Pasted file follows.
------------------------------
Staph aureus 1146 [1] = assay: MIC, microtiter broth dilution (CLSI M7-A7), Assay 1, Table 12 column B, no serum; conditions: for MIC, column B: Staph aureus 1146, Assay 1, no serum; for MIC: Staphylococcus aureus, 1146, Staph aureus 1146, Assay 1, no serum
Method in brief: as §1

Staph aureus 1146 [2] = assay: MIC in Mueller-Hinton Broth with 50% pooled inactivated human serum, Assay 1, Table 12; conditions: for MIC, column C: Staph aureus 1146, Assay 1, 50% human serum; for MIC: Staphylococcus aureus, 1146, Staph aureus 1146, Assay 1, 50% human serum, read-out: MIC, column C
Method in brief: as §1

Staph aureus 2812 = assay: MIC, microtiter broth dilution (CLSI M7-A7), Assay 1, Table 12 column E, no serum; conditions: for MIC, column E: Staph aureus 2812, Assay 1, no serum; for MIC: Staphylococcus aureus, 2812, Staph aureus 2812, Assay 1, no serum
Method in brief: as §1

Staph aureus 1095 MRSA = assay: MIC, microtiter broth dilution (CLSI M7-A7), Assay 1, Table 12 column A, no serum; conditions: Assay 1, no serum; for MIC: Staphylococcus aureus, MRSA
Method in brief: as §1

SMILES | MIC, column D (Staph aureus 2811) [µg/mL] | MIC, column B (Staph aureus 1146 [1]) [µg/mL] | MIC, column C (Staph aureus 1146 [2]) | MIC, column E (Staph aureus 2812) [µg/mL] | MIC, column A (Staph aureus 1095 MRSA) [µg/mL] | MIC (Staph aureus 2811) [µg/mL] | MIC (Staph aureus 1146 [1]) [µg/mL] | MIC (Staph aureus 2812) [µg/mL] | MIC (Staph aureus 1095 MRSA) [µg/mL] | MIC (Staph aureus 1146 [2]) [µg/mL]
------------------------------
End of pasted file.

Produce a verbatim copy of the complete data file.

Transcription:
Staph aureus 1146 [1] = assay: MIC, microtiter broth dilution (CLSI M7-A7), Assay 1, Table 12 column B, no serum; conditions: for MIC, column B: Staph aureus 1146, Assay 1, no serum; for MIC: Staphylococcus aureus, 1146, Staph aureus 1146, Assay 1, no serum
Method in brief: as §1

Staph aureus 1146 [2] = assay: MIC in Mueller-Hinton Broth with 50% pooled inactivated human serum, Assay 1, Table 12; conditions: for MIC, column C: Staph aureus 1146, Assay 1, 50% human serum; for MIC: Staphylococcus aureus, 1146, Staph aureus 1146, Assay 1, 50% human serum, read-out: MIC, column C
Method in brief: as §1

Staph aureus 2812 = assay: MIC, microtiter broth dilution (CLSI M7-A7), Assay 1, Table 12 column E, no serum; conditions: for MIC, column E: Staph aureus 2812, Assay 1, no serum; for MIC: Staphylococcus aureus, 2812, Staph aureus 2812, Assay 1, no serum
Method in brief: as §1

Staph aureus 1095 MRSA = assay: MIC, microtiter broth dilution (CLSI M7-A7), Assay 1, Table 12 column A, no serum; conditions: Assay 1, no serum; for MIC: Staphylococcus aureus, MRSA
Method in brief: as §1

SMILES | MIC, column D (Staph aureus 2811) [µg/mL] | MIC, column B (Staph aureus 1146 [1]) [µg/mL] | MIC, column C (Staph aureus 1146 [2]) | MIC, column E (Staph aureus 2812) [µg/mL] | MIC, column A (Staph aureus 1095 MRSA) [µg/mL] | MIC (Staph aureus 2811) [µg/mL] | MIC (Staph aureus 1146 [1]) [µg/mL] | MIC (Staph aureus 2812) [µg/mL] | MIC (Staph aureus 1095 MRSA) [µg/mL] | MIC (Staph aureus 1146 [2]) [µg/mL]